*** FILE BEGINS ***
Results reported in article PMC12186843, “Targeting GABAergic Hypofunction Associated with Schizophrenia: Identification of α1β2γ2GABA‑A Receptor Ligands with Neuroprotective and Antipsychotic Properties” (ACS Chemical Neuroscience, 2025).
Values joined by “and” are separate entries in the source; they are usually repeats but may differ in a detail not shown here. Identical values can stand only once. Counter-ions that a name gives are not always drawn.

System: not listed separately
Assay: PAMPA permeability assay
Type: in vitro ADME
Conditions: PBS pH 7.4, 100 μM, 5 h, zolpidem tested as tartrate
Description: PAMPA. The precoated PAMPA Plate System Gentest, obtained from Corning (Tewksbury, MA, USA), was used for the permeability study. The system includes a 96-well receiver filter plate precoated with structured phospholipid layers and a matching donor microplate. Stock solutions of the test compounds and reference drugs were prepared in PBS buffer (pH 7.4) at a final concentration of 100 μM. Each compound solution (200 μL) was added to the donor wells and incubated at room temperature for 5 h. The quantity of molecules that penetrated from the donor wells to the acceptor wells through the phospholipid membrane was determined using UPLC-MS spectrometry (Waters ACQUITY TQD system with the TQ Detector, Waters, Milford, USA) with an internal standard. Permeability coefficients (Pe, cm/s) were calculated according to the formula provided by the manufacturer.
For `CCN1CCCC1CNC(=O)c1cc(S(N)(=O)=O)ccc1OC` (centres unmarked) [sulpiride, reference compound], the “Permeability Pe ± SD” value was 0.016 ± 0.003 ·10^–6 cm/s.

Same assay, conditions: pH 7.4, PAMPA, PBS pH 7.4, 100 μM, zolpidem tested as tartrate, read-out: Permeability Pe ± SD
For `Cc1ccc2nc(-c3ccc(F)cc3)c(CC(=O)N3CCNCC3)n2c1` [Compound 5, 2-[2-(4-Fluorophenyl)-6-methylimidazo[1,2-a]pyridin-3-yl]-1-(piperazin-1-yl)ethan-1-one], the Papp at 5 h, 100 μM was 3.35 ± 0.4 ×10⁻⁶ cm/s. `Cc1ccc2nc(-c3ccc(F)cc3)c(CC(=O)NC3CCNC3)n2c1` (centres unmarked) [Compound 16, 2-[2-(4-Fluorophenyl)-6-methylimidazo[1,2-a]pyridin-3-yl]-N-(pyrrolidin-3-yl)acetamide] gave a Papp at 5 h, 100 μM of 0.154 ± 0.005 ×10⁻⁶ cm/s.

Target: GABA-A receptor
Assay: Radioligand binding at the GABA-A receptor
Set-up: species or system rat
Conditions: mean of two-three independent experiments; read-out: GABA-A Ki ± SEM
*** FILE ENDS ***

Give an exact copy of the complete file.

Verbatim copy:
Results reported in article PMC12186843, “Targeting GABAergic Hypofunction Associated with Schizophrenia: Identification of α1β2γ2GABA‑A Receptor Ligands with Neuroprotective and Antipsychotic Properties” (ACS Chemical Neuroscience, 2025).
Values joined by “and” are separate entries in the source; they are usually repeats but may differ in a detail not shown here. Identical values can stand only once. Counter-ions that a name gives are not always drawn.

System: not listed separately
Assay: PAMPA permeability assay
Type: in vitro ADME
Conditions: PBS pH 7.4, 100 μM, 5 h, zolpidem tested as tartrate
Description: PAMPA. The precoated PAMPA Plate System Gentest, obtained from Corning (Tewksbury, MA, USA), was used for the permeability study. The system includes a 96-well receiver filter plate precoated with structured phospholipid layers and a matching donor microplate. Stock solutions of the test compounds and reference drugs were prepared in PBS buffer (pH 7.4) at a final concentration of 100 μM. Each compound solution (200 μL) was added to the donor wells and incubated at room temperature for 5 h. The quantity of molecules that penetrated from the donor wells to the acceptor wells through the phospholipid membrane was determined using UPLC-MS spectrometry (Waters ACQUITY TQD system with the TQ Detector, Waters, Milford, USA) with an internal standard. Permeability coefficients (Pe, cm/s) were calculated according to the formula provided by the manufacturer.
For `CCN1CCCC1CNC(=O)c1cc(S(N)(=O)=O)ccc1OC` (centres unmarked) [sulpiride, reference compound], the “Permeability Pe ± SD” value was 0.016 ± 0.003 ·10^–6 cm/s.

Same assay, conditions: pH 7.4, PAMPA, PBS pH 7.4, 100 μM, zolpidem tested as tartrate, read-out: Permeability Pe ± SD
For `Cc1ccc2nc(-c3ccc(F)cc3)c(CC(=O)N3CCNCC3)n2c1` [Compound 5, 2-[2-(4-Fluorophenyl)-6-methylimidazo[1,2-a]pyridin-3-yl]-1-(piperazin-1-yl)ethan-1-one], the Papp at 5 h, 100 μM was 3.35 ± 0.4 ×10⁻⁶ cm/s. `Cc1ccc2nc(-c3ccc(F)cc3)c(CC(=O)NC3CCNC3)n2c1` (centres unmarked) [Compound 16, 2-[2-(4-Fluorophenyl)-6-methylimidazo[1,2-a]pyridin-3-yl]-N-(pyrrolidin-3-yl)acetamide] gave a Papp at 5 h, 100 μM of 0.154 ± 0.005 ×10⁻⁶ cm/s.

Target: GABA-A receptor
Assay: Radioligand binding at the GABA-A receptor
Set-up: species or system rat
Conditions: mean of two-three independent experiments; read-out: GABA-A Ki ± SEM